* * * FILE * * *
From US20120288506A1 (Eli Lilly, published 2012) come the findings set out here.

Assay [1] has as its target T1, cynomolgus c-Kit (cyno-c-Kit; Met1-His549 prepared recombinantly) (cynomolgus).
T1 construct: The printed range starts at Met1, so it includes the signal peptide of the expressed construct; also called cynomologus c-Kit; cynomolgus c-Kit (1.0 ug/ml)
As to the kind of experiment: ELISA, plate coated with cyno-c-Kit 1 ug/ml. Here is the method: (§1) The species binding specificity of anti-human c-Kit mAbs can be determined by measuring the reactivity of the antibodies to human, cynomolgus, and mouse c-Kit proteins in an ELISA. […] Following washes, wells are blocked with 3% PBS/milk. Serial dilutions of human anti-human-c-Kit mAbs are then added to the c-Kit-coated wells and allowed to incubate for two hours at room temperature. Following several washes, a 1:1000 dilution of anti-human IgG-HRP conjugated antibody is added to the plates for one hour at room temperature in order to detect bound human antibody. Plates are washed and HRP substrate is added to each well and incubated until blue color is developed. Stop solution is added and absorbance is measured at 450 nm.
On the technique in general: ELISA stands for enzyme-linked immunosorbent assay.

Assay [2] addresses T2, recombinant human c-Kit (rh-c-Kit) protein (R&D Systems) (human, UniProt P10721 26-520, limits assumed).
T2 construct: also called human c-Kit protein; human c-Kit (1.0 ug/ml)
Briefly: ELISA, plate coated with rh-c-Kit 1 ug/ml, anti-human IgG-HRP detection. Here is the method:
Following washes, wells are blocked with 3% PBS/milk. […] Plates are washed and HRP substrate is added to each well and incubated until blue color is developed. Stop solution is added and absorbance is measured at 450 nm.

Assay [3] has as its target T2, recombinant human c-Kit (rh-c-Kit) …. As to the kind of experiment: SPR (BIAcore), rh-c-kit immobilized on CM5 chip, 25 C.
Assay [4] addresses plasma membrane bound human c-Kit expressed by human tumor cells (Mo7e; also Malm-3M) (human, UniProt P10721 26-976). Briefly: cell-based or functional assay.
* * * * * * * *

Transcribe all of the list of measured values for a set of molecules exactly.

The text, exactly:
From US20120288506A1 (Eli Lilly, published 2012) come the findings set out here.

Assay [1] has as its target T1, cynomolgus c-Kit (cyno-c-Kit; Met1-His549 prepared recombinantly) (cynomolgus).
T1 construct: The printed range starts at Met1, so it includes the signal peptide of the expressed construct; also called cynomologus c-Kit; cynomolgus c-Kit (1.0 ug/ml)
As to the kind of experiment: ELISA, plate coated with cyno-c-Kit 1 ug/ml. Here is the method: (§1) The species binding specificity of anti-human c-Kit mAbs can be determined by measuring the reactivity of the antibodies to human, cynomolgus, and mouse c-Kit proteins in an ELISA. […] Following washes, wells are blocked with 3% PBS/milk. Serial dilutions of human anti-human-c-Kit mAbs are then added to the c-Kit-coated wells and allowed to incubate for two hours at room temperature. Following several washes, a 1:1000 dilution of anti-human IgG-HRP conjugated antibody is added to the plates for one hour at room temperature in order to detect bound human antibody. Plates are washed and HRP substrate is added to each well and incubated until blue color is developed. Stop solution is added and absorbance is measured at 450 nm.
On the technique in general: ELISA stands for enzyme-linked immunosorbent assay.

Assay [2] addresses T2, recombinant human c-Kit (rh-c-Kit) protein (R&D Systems) (human, UniProt P10721 26-520, limits assumed).
T2 construct: also called human c-Kit protein; human c-Kit (1.0 ug/ml)
Briefly: ELISA, plate coated with rh-c-Kit 1 ug/ml, anti-human IgG-HRP detection. Here is the method:
Following washes, wells are blocked with 3% PBS/milk. […] Plates are washed and HRP substrate is added to each well and incubated until blue color is developed. Stop solution is added and absorbance is measured at 450 nm.

Assay [3] has as its target T2, recombinant human c-Kit (rh-c-Kit) …. As to the kind of experiment: SPR (BIAcore), rh-c-kit immobilized on CM5 chip, 25 C.
Assay [4] addresses plasma membrane bound human c-Kit expressed by human tumor cells (Mo7e; also Malm-3M) (human, UniProt P10721 26-976). Briefly: cell-based or functional assay.